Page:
Attorneys like me who have spent their careers litigating will tell you that litigation in court is grueling, expensive, lengthy, aggravating and time consuming. And those are the good points. As a result, and due to the need to un-clog the court system, The Florida Legislature created mandatory alternatives to court litigation.
Mandatory arbitration has been around a long time for most condo disputes. Cases involving who is responsible for certain repairs, material alterations made without a vote, failure to properly hold elections, conduct meetings, nuisance allegations and pet cases are examples of typical cases that arbitrators at the Department of Business and Professional Regulation deal with all the time. The case gets assigned to an arbitrator employed by the DBPR and within a few months, the case is typically concluded. The loser has the right to apply in court for a trial de novo and in effect, the whole process starts again.
For Florida HOA’s however, only cases involving election and recall disputes are eligible for arbitration.
HOA disputes are often times required to start in mediation, rather than in arbitration or in a courtroom. I was appointed by the Florida Supreme Court as a Circuit Court mediator many years ago and enjoy serving in that capacity. For those of you unfamiliar with mediation, think of a conference table where the mediator sits at the head of the table. The parties and their counsel are on both sides. Typically, it’s the association on one side and the unit owner on the other. The mediator explains the process is confidential, and that even though neither party will likely get everything they want today, if the parties settle on terms they can each live with, they have just saved perhaps years of litigation, time, money and energy. I like to tell everyone that if both sides walk out at the end of the day feeling a little miserable, I did my job. The mediator lets both parties make opening statements and then separates the parties into different rooms, spending the next few hours going back and forth trying to reach a compromised settlement. If they do, the agreement is put in writing and is enforceable in a court of law. Mediation is successful in an overwhelming majority of cases.
These are the alternative dispute resolution procedures most of you are familiar with. There is another procedure that most of you are not familiar with however and it involves buying the judge. Yes, you read me correctly. Suppose the parties had the ability to agree that it’s best to stay out of the courtroom due to all of the problems mentioned above? In addition, suppose the parties were concerned that if the case were filed in court, it may wind up in front of a judge with little or no experience in association law? Suppose the parties had the ability to select a “trial resolution” judge of their choice? A trial resolution judge who is an expert in association law and whose sole job is to basically hold a final hearing, listen to all the witnesses and legal arguments and render a final opinion, that can actually be appealed. That’s right, the entire process requiring only one appearance and one final hearing. Sound too good to be true? It is true and totally legal.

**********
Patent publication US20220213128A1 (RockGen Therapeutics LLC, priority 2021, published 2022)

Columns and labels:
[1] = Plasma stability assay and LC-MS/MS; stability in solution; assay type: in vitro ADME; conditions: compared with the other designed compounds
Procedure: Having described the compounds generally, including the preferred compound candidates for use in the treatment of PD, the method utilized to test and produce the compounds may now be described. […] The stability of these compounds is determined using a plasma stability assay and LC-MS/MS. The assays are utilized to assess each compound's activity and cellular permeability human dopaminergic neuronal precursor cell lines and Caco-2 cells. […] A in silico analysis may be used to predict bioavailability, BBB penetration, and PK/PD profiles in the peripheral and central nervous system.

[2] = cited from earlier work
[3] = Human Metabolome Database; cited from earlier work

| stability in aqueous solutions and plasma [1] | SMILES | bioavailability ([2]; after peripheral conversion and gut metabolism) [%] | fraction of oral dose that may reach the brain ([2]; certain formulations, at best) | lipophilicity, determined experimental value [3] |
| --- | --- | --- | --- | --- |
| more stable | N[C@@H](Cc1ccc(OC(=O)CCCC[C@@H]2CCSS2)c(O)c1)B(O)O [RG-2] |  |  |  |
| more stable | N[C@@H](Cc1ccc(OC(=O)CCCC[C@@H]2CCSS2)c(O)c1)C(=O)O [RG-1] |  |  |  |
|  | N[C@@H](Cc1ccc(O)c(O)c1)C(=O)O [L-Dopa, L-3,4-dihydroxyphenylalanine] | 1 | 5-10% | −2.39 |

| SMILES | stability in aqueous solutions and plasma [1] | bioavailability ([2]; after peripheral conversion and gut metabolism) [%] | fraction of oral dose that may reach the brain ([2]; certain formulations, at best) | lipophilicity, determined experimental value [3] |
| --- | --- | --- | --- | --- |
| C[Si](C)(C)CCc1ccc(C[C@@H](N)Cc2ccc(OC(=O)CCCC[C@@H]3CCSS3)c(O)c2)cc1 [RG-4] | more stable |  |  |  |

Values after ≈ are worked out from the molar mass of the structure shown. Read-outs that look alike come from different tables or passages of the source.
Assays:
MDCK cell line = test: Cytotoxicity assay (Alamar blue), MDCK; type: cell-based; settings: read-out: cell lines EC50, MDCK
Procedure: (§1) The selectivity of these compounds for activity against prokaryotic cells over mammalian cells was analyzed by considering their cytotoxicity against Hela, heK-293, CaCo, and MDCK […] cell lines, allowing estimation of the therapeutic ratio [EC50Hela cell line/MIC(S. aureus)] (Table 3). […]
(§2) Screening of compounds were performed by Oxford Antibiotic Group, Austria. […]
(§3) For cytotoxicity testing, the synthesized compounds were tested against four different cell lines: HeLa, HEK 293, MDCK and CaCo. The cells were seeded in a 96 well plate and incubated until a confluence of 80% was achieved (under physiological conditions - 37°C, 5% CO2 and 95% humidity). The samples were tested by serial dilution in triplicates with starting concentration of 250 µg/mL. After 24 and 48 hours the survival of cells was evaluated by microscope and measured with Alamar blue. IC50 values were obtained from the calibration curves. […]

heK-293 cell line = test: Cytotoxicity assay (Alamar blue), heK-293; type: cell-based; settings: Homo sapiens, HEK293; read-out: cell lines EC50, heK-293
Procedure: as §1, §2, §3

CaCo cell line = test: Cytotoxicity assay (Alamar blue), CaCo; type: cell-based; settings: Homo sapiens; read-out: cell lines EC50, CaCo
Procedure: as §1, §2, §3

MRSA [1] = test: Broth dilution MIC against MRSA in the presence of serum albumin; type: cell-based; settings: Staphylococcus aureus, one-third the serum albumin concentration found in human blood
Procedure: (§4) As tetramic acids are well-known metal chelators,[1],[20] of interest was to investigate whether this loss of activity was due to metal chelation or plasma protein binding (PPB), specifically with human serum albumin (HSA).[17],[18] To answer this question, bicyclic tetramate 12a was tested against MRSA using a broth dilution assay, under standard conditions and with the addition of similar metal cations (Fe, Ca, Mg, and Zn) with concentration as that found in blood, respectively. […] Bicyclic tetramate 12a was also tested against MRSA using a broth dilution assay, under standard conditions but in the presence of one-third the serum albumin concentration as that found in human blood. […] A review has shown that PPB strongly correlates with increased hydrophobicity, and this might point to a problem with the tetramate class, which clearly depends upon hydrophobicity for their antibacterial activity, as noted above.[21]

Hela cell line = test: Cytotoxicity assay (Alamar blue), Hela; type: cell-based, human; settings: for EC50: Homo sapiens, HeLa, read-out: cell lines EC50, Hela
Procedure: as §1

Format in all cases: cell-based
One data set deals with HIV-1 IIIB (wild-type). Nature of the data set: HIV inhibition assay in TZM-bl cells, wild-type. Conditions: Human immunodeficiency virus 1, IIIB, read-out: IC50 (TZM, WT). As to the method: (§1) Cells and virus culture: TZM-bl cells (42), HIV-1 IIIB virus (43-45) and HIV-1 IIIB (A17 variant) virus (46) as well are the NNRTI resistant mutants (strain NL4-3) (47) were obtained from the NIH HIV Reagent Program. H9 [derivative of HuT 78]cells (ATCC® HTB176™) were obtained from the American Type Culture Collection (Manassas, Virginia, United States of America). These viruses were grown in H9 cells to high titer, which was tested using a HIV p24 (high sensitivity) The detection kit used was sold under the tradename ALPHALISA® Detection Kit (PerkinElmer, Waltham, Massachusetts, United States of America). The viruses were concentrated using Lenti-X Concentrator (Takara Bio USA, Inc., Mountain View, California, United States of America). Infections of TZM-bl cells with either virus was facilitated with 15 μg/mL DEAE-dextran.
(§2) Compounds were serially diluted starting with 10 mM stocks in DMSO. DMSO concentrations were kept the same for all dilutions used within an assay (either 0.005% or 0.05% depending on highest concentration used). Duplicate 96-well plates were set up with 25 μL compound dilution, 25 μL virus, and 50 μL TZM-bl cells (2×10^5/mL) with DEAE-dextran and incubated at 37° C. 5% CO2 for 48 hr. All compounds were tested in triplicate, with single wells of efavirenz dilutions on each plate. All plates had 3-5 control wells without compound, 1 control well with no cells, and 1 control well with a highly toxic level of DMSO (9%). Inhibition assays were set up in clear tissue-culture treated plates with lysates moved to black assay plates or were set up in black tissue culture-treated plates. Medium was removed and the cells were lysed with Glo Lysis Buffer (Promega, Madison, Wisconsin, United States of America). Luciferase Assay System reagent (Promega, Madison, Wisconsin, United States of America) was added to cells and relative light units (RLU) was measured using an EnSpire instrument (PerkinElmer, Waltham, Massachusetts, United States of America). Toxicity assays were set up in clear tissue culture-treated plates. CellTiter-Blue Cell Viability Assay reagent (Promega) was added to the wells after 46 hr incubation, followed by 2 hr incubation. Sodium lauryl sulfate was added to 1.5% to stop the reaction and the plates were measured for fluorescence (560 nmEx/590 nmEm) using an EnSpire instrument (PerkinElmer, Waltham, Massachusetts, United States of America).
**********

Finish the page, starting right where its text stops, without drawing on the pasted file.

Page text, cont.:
Florida Statute 44.104 states that:
Two or more opposing parties who are involved in a civil dispute may agree in writing to submit the controversy to …….voluntary trial resolution, in lieu of litigation of the issues involved, prior to or after a lawsuit has been filed, provided no constitutional issue is involved.
Needless to say, the parties have to agree in writing to this arrangement and agree on the compensation to be paid to the judge of their choice. The agreed upon judge simply must be a member of The Florida Bar for at least five years. The filing fee actually gets paid to the clerk of court, and the judge assigned to the case simply enters an order appointing the judge that the parties agreed to.
Filing of the application for voluntary trial resolution will toll the running of the applicable statutes of limitation. In addition, the trial resolution judge may administer oaths or affirmations and conduct the proceedings as the rules of court shall provide. At the request of any party, the trial resolution judge shall issue subpoenas for the attendance of witnesses and for the production of books, records, documents, and other evidence and may apply to the court for orders compelling attendance and production. Subpoenas shall be served and shall be enforceable in the manner provided by law.
The trial resolution judge may determine any question and render a final decision and The Florida Evidence Code applies. Any party may enforce a final decision rendered in a voluntary trial by filing a petition for final judgment in the circuit court in the circuit in which the voluntary trial took place. Upon entry of final judgment by the circuit court, any party may appeal to the appropriate appellate court. Factual findings determined in the voluntary trial are not subject to appeal.
If you’re tired of cases lingering through the court system year after year, and the parties want their day in court quickly, and trust the knowledge and impartiality of the mutually agreeable judge, this is a legal and perhaps very practical way of accomplishing same.